The fact that the lovely blossom appeared so isolated, so out-of-place, so singular and friendly, stopped me for a closer look.  She nodded again in greeting.  And she made my very soul smile in return.  (I suspect a flower waving at you is uniquely qualified to break through even the most pensive or solemn frame of mind.)

Q and I soon continued on our walk, but the message and meaning of the diffident single rose stayed with me, and had its way with my heart and mind for quite a long time.

Like most of us, I suspect I have been trading my own curiosity for trepidation lately; afraid to venture away from my side of the fence, fearful of looking onto the other side (or the others’ side).  Perhaps I’ve suspected that the cracks in the fences that define my life – that define me – are to be avoided rather than taken as a visionary opportunity of possibilities.

And yet, this small rose took that chance.  She reached out and through and looked around and waved at strangers.  And in her instinctive way, she bloomed quite perfectly.  She kept her roots, yet found new sun.  And she thrived.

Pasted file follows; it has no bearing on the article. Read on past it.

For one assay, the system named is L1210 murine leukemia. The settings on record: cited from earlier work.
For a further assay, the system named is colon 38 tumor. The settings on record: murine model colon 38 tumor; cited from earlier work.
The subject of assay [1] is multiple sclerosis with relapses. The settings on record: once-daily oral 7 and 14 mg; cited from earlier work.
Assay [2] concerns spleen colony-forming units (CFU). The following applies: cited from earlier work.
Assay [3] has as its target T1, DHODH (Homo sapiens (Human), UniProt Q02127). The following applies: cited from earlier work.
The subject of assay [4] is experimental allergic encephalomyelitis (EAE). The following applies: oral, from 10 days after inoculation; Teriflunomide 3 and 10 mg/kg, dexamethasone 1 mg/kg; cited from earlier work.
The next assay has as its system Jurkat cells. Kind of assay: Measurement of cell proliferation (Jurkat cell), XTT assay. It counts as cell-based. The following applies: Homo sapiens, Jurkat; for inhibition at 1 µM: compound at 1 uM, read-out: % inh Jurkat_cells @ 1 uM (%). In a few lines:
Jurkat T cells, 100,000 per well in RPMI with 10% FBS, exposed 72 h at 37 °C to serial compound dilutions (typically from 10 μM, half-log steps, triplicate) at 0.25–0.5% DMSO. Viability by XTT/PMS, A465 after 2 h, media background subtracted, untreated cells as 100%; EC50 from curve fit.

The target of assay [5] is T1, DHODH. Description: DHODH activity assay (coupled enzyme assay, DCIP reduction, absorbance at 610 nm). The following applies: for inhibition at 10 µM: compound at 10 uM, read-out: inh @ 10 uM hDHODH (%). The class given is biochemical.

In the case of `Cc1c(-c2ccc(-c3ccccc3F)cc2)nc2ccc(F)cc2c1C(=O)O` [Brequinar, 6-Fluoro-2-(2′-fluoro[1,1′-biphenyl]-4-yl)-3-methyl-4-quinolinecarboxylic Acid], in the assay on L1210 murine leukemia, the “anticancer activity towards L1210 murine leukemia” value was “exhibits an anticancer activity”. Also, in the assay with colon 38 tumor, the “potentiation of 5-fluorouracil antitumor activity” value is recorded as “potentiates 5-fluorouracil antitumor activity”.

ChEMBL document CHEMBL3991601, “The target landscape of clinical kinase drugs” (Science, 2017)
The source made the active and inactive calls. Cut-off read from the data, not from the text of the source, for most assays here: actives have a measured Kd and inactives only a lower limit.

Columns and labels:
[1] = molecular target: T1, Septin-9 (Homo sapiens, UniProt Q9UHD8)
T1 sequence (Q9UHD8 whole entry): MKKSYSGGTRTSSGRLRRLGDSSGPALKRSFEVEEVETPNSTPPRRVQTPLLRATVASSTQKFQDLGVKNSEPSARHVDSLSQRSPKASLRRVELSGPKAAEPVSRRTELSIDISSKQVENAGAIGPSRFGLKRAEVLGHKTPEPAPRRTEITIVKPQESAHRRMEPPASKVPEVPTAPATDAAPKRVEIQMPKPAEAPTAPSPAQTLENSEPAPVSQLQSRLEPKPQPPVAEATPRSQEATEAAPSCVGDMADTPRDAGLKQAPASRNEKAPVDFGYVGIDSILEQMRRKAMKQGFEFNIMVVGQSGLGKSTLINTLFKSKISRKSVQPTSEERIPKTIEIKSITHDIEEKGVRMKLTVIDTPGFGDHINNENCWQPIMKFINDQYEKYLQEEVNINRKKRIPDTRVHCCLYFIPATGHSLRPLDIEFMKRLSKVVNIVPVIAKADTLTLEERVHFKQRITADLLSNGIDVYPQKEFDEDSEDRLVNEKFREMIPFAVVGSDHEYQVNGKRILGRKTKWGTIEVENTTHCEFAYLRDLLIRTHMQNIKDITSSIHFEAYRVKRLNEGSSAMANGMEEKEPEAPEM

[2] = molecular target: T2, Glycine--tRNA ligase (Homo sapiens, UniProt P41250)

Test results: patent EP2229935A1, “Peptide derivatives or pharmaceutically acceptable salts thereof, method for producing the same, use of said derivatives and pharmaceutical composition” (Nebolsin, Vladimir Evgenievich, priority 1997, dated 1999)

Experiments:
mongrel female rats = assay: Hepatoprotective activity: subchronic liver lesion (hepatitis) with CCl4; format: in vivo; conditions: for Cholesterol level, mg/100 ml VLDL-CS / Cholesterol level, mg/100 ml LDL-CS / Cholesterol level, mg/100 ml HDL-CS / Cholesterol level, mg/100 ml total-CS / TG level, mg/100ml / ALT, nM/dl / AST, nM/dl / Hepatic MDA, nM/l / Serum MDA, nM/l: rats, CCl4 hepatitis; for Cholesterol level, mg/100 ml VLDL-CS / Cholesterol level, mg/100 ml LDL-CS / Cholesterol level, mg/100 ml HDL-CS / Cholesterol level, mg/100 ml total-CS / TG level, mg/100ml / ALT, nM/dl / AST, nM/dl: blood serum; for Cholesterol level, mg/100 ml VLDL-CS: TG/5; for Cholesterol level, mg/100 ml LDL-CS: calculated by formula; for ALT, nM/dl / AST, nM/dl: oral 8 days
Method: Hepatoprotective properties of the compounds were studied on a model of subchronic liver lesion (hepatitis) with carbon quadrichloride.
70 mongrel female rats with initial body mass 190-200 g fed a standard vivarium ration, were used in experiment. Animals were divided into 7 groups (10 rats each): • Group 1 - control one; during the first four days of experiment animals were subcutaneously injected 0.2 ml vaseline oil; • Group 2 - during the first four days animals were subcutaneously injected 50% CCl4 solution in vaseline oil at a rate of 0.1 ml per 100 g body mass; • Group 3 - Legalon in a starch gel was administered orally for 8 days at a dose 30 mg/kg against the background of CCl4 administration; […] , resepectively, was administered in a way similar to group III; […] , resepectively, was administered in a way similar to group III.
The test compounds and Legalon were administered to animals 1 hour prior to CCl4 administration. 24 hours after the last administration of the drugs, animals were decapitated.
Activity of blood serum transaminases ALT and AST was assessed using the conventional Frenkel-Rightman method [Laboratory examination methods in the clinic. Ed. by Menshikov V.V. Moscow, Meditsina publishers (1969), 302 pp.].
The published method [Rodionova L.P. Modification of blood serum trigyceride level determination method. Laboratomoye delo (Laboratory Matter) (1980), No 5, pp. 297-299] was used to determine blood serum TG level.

I suspect it’s the reassurance of the familiar that keeps us on our particular side of the fences in our lives.  I suspect it is our own fears that cause us to create such fences and barriers and separations in the first place.  But perhaps we might consider the curiosity of the rose, the rose who took that chance – that opportunity – that possibility – that vision – of the other side of the fence. 

There is a quotation from Douglas Adams (“The Hitchhiker’s Guide to the Galaxy”) that says this:  “I may not have gone where I intended to go, but I think I have ended up where I was intended to be.”

None of us may have ever intended to go through such global uncertainty, with all its fear and anxiety, its unknowing and unwanted, with cracks in our familiar surroundings and holes punched in places where we believed ourselves to be safe and content.  But I suspect we will end up where we are intended to be.  And I suspect we will be curiously beautiful when we get there.